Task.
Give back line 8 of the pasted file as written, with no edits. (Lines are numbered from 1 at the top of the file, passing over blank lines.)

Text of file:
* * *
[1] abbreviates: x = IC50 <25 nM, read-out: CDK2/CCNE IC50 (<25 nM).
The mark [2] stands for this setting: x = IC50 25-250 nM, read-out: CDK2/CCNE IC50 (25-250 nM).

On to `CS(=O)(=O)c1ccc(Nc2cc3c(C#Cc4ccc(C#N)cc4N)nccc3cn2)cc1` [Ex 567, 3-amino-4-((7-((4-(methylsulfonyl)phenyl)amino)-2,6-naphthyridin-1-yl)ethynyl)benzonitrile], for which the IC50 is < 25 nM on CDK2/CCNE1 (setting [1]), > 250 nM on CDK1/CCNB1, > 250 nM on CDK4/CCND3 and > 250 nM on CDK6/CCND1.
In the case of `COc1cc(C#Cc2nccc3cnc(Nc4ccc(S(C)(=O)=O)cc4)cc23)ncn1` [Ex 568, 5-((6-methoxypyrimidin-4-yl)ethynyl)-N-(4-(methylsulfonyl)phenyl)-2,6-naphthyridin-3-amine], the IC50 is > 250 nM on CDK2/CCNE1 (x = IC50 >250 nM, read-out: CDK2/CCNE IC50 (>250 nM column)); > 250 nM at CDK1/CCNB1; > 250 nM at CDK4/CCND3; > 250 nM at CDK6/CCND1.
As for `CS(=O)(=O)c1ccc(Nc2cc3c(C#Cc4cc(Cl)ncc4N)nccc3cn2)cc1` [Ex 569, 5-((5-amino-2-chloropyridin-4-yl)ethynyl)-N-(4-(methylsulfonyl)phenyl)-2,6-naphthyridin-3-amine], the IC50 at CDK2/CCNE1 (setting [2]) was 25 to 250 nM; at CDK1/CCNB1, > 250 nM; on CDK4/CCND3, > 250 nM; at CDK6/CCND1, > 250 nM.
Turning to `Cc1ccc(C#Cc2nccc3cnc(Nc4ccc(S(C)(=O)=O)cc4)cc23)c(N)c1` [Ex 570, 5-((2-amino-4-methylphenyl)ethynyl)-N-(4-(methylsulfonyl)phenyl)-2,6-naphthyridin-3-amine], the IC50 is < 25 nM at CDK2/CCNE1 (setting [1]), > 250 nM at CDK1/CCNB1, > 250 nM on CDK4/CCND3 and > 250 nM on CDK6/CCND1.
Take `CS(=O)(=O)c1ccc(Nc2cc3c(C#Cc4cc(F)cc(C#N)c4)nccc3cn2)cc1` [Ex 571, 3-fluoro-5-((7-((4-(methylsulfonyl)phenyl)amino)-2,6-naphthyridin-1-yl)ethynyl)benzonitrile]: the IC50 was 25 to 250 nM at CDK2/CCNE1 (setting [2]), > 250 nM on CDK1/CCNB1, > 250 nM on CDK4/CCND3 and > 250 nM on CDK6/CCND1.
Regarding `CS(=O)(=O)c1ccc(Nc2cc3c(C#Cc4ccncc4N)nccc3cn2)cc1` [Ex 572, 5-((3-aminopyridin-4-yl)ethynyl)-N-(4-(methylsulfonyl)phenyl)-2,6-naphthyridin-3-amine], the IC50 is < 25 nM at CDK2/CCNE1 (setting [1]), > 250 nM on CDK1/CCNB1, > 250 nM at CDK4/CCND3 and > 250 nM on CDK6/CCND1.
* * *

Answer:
Regarding `CS(=O)(=O)c1ccc(Nc2cc3c(C#Cc4ccncc4N)nccc3cn2)cc1` [Ex 572, 5-((3-aminopyridin-4-yl)ethynyl)-N-(4-(methylsulfonyl)phenyl)-2,6-naphthyridin-3-amine], the IC50 is < 25 nM at CDK2/CCNE1 (setting [1]), > 250 nM on CDK1/CCNB1, > 250 nM at CDK4/CCND3 and > 250 nM on CDK6/CCND1.